Russian President Vladimir Putin said he likes guys like Donald Trump who speak their mind and dangled the possibility that patriotic Russians could have been involved in hacking during foreign elections.
“He’s direct, open,” Putin told a small group of foreign journalists in St. Petersburg on Thursday. “He can’t be put in the same category as traditional politicians. I see great advantages because he’s a person with a fresh view.”
The praise comes amid deepening scrutiny of alleged Russian meddling in America’s democratic process on behalf of Trump, who’s dismissed the probes as a “witch hunt.” Fired FBI Director James Comey may testify in front of a Senate committee next week over whether the president urged him to drop the bureau’s investigation. The Senate panel also plans to hear from Jared Kushner, Trump’s son-in-law and a senior White House aide.
While repeating past denials that the government in Moscow had anything to do with the cyberattacks on the campaign of Trump’s main challenger in the 2016 election, Hillary Clinton, Putin said he couldn’t rule out involvement by non-state actors in Russia. He compared hackers to free-spirited “artists” who may be Russians who wake up one morning, see how their homeland is being maligned in the foreign press and decide to act on their own.
“If they’re patriotically minded, they start making their contribution,’’ he said.
Putin said one of the things he admires about Trump is that he’s not the sort of leader who needs advice, but the retired KGB colonel offered some anyway to the billionaire and other political novices: stand up to your bureaucrats.
“You need to have great internal courage, confidence in your own rightness,” said Putin, who’s widely expected to extend his 17-year rule in March polls.
Putin fielded questions from the media for about 90 minutes before meeting with Indian Prime Minister Narendra Modi. He spoke on subjects ranging from Trump and global security to sanctions and the domestic economy.
Putin cautioned that it’s hard for him to form a proper impression of Trump because they’ve only ever talked by phone. The two heads of state are due to meet for the first time at the Group of 20 summit in Hamburg in July.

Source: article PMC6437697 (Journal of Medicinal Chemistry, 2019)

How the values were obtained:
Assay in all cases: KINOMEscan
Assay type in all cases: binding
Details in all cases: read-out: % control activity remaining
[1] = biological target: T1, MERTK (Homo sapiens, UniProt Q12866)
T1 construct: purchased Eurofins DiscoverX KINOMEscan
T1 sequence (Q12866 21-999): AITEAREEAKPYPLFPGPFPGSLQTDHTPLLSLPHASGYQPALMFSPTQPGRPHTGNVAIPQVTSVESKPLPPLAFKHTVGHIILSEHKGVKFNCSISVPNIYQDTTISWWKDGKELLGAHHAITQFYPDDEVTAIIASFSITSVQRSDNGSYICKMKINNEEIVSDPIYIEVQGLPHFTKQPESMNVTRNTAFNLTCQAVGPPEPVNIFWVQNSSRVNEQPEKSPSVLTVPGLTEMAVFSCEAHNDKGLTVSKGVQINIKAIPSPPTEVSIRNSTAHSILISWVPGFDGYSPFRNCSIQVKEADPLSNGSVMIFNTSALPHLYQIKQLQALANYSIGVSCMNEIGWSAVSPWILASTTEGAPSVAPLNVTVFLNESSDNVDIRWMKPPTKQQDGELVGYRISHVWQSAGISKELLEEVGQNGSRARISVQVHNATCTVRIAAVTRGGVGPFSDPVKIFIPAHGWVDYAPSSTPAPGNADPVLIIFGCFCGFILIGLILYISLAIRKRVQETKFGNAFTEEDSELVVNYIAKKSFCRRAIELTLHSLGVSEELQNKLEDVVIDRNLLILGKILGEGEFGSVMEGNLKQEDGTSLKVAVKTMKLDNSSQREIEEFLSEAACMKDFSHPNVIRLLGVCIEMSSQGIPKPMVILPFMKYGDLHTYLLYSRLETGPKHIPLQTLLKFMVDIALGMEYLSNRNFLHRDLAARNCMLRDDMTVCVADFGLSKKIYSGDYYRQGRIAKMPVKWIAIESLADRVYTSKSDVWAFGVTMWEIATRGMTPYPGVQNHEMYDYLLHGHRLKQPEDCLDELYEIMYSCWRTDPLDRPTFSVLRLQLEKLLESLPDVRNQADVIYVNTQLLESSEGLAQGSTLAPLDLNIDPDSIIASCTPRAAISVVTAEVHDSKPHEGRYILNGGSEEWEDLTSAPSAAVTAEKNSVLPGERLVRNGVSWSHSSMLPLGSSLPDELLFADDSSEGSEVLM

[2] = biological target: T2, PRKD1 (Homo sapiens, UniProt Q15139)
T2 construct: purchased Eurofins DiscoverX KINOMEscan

“How can you be friends with someone you don’t know?’’ he said. “I don’t think he can call me a friend. We have never seen each other in person.’’
Putin said he’s hopeful that he and Trump can mend a relationship between their countries that’s descended into what many political analysts are calling a new Cold War, though he’s unsure how things will develop given “the ongoing political struggles” in Washington.
The Kremlin leader once more accused the West of seeking to monopolize power and prevent the emergence of multiple centers of global influence by countering his country’s efforts to assert itself on the world stage.
“The multi-polar world is becoming more of a reality and the monopolists don’t like that,” said Putin, who’ll turn 65 this year. “This is happening in no small part because of Russia’s fight for its interests, its legitimate interests, I want to stress that.”
Putin warned that what he sees as an “anti-Russian campaign” hurts all sides. “I hope that it won’t go on for too long, that it won’t last forever, because the realization must come that it is counterproductive and harms everyone.”
On sanctions, Putin singled out Italy for praise, not only for being against the penalties imposed on Russia following the 2014 annexation of Crimea but also for opposing such measures in general as a brake on global growth.
The Kremlin leader said he’s confident Russia’s economy is recovering from its longest recession in two decades. He said his policymakers are working on a series of stimulus plans to further boost growth, citing special economic zones and investment projects. He also reiterated his commitment to a floating ruble exchange rate. He intends to say more about his plans for the economy in his annual pitch to international investors here in his hometown on Friday.
On Thursday evening, Putin plans to attend a reception with foreign guests, including the head of Abu Dhabi’s sovereign wealth fund, Khaldoon Khalifa Al Mubarak, the Hollywood agent who once represented Trump, Ari Emanuel, Societe Generale SA Chief Executive Officer Frederic Oudea, Bahraini Prime Minister Khalifa bin Salman Al Khalifa and Saudi Arabian Energy Minister Khalid Al-Falih.